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Parent's Guide to Sports Camps

  • Author:
    By Michael Clarke
  • Date:
    Jun 15, 2011

When Bob McEwen was a kid, sports summer camps were little more than a way to kill some time at the local YMCA.

"I remember the camp counselor throwing out a basketball and saying 'Go play!'" he said. "I don't think I learned a thing that whole summer."

Things have changed. Today, summer sport camps are sophisticated enterprises designed to instruct campers in sport-specific techniques and, in some cases, possibly catch the eye of a university recruiter.

But between the glossy brochures and fancy Web sites touting well-known coaches, parents choosing a summer sports camp for their kids can often be overwhelmed with information that asks more questions than it answers.

What's a good camper/instructor ratio? How do you know if your kid is truly ready for a "showcase" camp? And precisely how much is that celebrity coach really going to be involved in the camp atmosphere?

Below are three tips to choosing the right sports camp for your child this summer.

Begin With the End in Mind

Understanding the goal of the camp experience is the first step to choosing an appropriate camp. According to Andrew Beinbrink of TheSportsTV.com, this begins with a realistic assessment of your child's ability and a frank conversation about what they hope to get out of the camp.

"Some camps are focused on getting an athlete exposure, while others specialize in giving them instruction to take them to the next level in a given sport," he said. "It's your job to make sure the camp fits the kid."

If exposure is your goal then camps at large universities make ideal choices with their emphasis on showcase combines and tournaments with a competitive focus. But beware camps that tout celebrity athlete guest speakers as effective teachers. As John Cupps -- a veteran of the camp process -- points out, "There is a huge difference between a good player and a good coach."

How do you know if your child is ready for a showcase camp? Talk to his or her current coach. They can often give you a better sense of whether your kid is prepared to take it to the next level. "It'll become pretty clear by the time a kid is a junior if they have an opportunity to play at the collegiate level," says Beinbrink.

On the other hand, instructional camps can usually be found at both the high school and university level. The key is making sure the camp's daily schedule includes plenty of instruction time -- at least four hours each day -- and doesn't have players sitting or standing around for long periods of time. (Carefully examine camp flyers for a daily camp schedule.)

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Do your homework

So you've figured out what kind of camp your child should attend and narrowed it down to a few possibilities. Time to do some research.

Start by gathering information from the camp organizers. Confirm that the coaches and instructors advertised will actually be teaching at the camp. Just because (insert famous coach here) lends his or her name to a camp doesn't mean that coach will be an integral part of the day-to-day operations.

Next find out the camper/instructor ratio. For showcase camps this isn't so much an issue, as they focus primarily on club team competition. But for an instructional camp a ratio of 5-8 campers per instructor is a must. "Start getting into more than 10-to-1 and that's way too many players," says Beinbrink.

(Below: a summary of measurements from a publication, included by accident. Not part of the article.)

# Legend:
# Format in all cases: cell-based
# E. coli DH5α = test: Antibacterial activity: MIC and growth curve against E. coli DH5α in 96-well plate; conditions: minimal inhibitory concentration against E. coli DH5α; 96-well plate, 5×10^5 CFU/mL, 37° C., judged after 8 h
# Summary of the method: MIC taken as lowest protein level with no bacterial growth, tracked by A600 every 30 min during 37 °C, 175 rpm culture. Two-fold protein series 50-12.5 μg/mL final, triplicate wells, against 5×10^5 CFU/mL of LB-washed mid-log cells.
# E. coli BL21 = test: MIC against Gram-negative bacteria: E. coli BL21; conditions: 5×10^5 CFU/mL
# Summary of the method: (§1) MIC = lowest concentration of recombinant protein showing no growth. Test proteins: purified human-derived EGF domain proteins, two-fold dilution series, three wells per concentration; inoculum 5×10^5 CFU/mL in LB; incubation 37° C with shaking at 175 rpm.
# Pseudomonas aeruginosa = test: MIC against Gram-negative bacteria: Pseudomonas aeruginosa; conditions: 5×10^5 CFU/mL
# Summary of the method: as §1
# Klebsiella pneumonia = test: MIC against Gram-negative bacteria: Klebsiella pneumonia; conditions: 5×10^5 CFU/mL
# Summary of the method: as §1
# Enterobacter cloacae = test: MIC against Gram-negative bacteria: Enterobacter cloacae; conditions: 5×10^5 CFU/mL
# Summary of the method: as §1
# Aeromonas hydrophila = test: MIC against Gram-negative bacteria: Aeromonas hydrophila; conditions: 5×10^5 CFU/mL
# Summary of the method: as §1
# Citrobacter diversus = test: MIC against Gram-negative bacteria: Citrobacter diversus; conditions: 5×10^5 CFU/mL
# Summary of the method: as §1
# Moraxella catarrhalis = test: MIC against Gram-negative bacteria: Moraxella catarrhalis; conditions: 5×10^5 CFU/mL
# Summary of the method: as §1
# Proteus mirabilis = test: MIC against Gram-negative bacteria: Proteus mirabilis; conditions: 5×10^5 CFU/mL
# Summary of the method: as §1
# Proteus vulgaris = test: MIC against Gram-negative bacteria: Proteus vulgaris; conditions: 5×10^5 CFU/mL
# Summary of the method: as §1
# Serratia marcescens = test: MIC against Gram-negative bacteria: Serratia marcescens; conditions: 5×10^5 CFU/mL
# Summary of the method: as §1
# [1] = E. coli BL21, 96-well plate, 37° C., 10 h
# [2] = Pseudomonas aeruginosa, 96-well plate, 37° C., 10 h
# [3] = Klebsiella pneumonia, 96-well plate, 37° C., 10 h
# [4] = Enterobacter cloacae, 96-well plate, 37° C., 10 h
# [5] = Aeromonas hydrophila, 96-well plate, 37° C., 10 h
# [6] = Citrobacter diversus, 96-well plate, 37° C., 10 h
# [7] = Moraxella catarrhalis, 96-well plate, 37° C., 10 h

Another great source of information is testimonials from former campers. "Any reputable service would offer the ability to contact a parent or player that's been through the program," Beinbrink points out. Though camps don't usually give out contact info for dissatisfied customers, it's possible to get insider tidbits (Is the camp organized? What are the instructors like?) you won't find on any brochure.

Note: Talk to your local high school or college coach. They usually know people in the camp industry and can point you in the direction of which camps have good, and bad, reputations.

Managing expectations

Not every kid ends up a Michael Jordan. Understanding that a sports camp is just a part of the athletic learning process, even at a showcase event, is crucial to ensuring your child's camp experience is a success.

"Kids and parents make the mistake of assuming they'll get a scholarship from a camp or make some amazing breakthrough skill-wise," says Beinbrink. "Results don't always match effort. Focus on getting better."

This doesn't mean camps can't make a difference. "For the athlete who is 15-18 years old there is a significant amount of growth possible with the proper instruction." But so much goes into being an athlete beyond the actual competition -- nutrition, academics, overall health -- it's important to refrain from putting too much stock in one singular camp experience.

Organization of the camp is another area to gauge expectations. Though most camps have strict schedules, unforeseen events happen and can throw even the most rigid itineraries out of alignment. "Don't expect the event to run flawlessly. It's not easy to coordinate a large amount of athletes."

Don't Worry, Be Happy

It's been years since McEwen picked up a basketball. Though things have changed since his lackluster camp experience, McEwen believes the emphasis for sports camps should still be the same. "My son was at a camp and kept checking to see if college recruiters were watching. I told him to stop it, have fun and not worry about DePaul and N.C. State."

Sounds like McEwen did learn something from that YMCA camp after all.

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